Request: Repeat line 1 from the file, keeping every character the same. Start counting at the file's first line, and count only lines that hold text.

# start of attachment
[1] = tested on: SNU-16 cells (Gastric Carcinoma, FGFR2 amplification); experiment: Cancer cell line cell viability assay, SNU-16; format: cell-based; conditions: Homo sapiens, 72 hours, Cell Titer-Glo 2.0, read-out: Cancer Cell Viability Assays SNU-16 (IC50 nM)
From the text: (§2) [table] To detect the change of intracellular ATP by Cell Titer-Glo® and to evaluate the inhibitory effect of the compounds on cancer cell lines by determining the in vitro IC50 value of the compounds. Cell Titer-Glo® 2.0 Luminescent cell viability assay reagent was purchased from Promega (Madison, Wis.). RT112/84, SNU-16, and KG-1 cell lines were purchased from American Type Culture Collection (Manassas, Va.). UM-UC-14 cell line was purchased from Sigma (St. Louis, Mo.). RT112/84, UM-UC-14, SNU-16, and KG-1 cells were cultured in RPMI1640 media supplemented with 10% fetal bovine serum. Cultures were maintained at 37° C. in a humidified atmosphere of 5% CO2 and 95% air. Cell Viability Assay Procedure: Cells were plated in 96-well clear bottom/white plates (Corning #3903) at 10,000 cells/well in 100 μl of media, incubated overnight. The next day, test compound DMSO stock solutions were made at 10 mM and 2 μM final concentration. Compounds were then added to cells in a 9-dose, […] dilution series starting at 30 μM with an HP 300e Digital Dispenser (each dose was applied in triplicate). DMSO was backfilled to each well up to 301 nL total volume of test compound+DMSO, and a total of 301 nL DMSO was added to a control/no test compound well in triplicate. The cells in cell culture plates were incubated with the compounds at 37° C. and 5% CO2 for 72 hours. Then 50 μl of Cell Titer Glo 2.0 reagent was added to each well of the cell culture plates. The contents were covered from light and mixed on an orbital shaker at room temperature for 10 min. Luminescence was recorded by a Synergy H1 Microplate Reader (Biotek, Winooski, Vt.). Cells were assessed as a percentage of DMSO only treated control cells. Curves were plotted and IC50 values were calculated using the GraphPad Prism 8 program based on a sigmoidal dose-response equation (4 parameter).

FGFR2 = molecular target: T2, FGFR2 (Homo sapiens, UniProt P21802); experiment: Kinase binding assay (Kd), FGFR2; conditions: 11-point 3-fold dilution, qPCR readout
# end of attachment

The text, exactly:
[1] = tested on: SNU-16 cells (Gastric Carcinoma, FGFR2 amplification); experiment: Cancer cell line cell viability assay, SNU-16; format: cell-based; conditions: Homo sapiens, 72 hours, Cell Titer-Glo 2.0, read-out: Cancer Cell Viability Assays SNU-16 (IC50 nM)